By David Ivanov, Biochemistry and Molecular Biology, 2015
LASIK, or laser-assisted in situ keratomileusis, is a surgical procedure commonly used to correct for visual defects or lack of visual clarity. Commonly referred to as laser eye surgery, LASIK is a type of surgery that is used to alleviate visual loss associated with common defects of the eye, such as myopia (nearsightedness), hypermetropia (farsightedness), and astigmatism. Astigmatism, like near and far-sightedness, can be caused by the irregularity in shape of the cornea that leads to blurred vision. For all three cases, corneal remodeling via LASIK can be performed (Thomson, 2015).
The cornea is the outermost layer of the eye, the transparent part that one can touch, and upon which contact lenses are placed. It is responsible for most of the focusing power, and thus is a common culprit in visual defects of the eye. The cornea focuses the light reflected into the eye, through the lens and onto the the retina at the back of the eye, which senses light and converts it to nerve impulses, and transmits the resulting image to the brain for processing. This then produces the image that we ‘see’. While the retina is the part of the eye that is light-sensitive and is responsible for transmitting the image to the brain, the cornea, along with the lens, must focus light reflecting off of three dimensional surfaces so that they strike onto the anterior, or front part of the retina. Without this precise focusing of light rays directly onto the retina, the brain generates a blurred image (NKCF 2014).
Image courtesy of CCT
The shape of the cornea is of vital importance to the eye’s ability to bend incoming light rays in a manner that will focus the rays onto the retina. While the shape of the lens behind the cornea can be adjusted to assist with focusing, the cornea has a fixed shape. Therefore, anomalies in its shape can cause loss of visual acuity, or sharpness. For instance, a cornea that is too thick can cause the light rays to focus on a point in front of the retina, which leads to blurred vision, especially with objects far from the eye. This is common in the case of nearsightedness. The cornea can also be, among other things, too flat, causing the light rays to focus behind the retina. This leads to blurred vision from objects at a distance, a symptom of farsightedness. While near and far-sightedness can be caused by other more complex irregularities in the eye, visual defects associated with the abnormal shape of the cornea can be corrected for with external lenses, as in glasses or contacts. Another option is to permanently alter the shape of the cornea to allow light to focus properly onto the retina and produce a clear image (NEI).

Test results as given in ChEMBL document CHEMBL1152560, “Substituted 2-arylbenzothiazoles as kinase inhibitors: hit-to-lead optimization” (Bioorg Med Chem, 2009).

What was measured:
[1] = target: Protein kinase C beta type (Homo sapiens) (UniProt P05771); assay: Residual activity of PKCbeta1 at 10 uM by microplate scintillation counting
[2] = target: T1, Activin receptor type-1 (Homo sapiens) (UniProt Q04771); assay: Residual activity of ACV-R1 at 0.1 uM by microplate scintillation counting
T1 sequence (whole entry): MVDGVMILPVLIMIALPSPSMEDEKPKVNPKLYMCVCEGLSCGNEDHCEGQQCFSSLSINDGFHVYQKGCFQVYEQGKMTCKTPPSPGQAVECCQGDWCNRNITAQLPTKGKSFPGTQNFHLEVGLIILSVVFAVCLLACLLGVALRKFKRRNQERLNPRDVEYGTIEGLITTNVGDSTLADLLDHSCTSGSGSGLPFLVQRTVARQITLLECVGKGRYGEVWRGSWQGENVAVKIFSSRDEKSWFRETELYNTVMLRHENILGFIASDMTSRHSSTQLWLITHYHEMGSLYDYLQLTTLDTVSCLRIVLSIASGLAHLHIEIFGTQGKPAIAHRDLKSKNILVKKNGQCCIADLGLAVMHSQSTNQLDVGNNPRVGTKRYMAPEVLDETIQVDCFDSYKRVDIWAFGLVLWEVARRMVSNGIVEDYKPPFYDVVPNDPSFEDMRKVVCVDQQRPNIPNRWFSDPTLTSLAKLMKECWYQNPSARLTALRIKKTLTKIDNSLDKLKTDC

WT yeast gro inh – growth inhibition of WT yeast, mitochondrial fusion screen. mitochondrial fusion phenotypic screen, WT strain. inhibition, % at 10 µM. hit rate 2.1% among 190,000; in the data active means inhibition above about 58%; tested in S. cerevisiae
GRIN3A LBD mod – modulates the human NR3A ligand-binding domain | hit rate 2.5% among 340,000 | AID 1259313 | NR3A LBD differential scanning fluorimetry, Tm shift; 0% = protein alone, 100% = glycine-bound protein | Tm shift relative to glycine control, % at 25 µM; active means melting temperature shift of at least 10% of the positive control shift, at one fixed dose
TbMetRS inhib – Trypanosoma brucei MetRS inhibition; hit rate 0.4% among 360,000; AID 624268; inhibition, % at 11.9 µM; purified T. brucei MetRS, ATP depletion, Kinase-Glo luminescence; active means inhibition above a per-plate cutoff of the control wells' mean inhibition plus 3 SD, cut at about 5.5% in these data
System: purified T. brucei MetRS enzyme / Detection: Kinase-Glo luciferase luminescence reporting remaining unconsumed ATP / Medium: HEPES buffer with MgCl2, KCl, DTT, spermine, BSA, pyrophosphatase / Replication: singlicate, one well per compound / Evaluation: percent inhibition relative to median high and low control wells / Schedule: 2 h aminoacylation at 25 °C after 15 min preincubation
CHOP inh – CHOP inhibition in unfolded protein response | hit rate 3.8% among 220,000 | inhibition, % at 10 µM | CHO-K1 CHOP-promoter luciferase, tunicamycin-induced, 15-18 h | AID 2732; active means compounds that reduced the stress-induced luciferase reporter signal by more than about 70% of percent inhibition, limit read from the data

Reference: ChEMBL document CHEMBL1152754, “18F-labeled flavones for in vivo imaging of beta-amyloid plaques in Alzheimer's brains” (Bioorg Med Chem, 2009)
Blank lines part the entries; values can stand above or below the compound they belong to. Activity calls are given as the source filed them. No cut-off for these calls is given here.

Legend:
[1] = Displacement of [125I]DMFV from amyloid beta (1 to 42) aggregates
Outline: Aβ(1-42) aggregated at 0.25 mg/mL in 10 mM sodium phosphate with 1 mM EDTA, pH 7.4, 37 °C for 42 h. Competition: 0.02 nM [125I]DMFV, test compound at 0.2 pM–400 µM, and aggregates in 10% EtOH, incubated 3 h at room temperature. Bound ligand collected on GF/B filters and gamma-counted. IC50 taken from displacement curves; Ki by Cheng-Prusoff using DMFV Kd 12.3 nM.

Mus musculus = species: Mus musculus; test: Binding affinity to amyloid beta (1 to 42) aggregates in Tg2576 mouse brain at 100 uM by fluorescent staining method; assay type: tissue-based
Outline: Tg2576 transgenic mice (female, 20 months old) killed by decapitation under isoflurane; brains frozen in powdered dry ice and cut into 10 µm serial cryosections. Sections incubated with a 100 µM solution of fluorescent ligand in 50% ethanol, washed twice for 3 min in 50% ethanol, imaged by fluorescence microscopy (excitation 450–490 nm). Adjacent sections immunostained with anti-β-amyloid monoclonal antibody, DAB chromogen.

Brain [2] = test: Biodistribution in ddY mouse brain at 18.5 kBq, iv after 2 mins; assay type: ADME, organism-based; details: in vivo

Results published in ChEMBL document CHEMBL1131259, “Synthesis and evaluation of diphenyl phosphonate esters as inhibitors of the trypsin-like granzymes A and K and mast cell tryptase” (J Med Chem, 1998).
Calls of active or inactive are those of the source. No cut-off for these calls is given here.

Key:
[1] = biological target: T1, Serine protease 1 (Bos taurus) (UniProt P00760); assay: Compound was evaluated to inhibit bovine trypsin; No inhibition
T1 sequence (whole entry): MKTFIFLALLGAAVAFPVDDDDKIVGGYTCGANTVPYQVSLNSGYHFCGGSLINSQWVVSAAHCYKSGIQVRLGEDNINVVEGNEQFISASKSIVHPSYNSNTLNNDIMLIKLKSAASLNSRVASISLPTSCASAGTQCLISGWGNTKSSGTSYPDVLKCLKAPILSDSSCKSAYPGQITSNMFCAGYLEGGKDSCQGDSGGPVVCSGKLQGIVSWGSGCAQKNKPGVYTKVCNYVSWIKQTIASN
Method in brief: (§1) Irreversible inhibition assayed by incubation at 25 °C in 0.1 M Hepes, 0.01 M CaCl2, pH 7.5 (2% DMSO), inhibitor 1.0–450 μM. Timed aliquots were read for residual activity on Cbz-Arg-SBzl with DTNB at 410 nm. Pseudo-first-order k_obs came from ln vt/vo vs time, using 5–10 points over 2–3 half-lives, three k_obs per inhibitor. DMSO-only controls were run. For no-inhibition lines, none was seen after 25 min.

While LASIK isn’t the only surgical procedure to adjust the shape of the cornea, it is the most popular. In fact, it is the most common elective, or non-emergency, surgery in North America (TLC 2015). Although the idea of having an ultraviolet laser beam pointed directly, and intentionally, into one’s eye while conscious and lucid can be a scary prospect, LASIK is considered to be very safe and highly effective. The procedure can be done in less than thirty minutes for both eyes and is performed in an outpatient, or non-hospital, setting (Wachler 2015). The procedure itself is relatively simple as far as surgeries go. It begins with anesthetic eye drops that numb the surface of the eye. Once moistened, a suction ring is applied to keep the eye stationary. The ophthalmologist, a surgeon specialized in treating conditions of the eye, can then ‘make the cut’ (FTC 2012).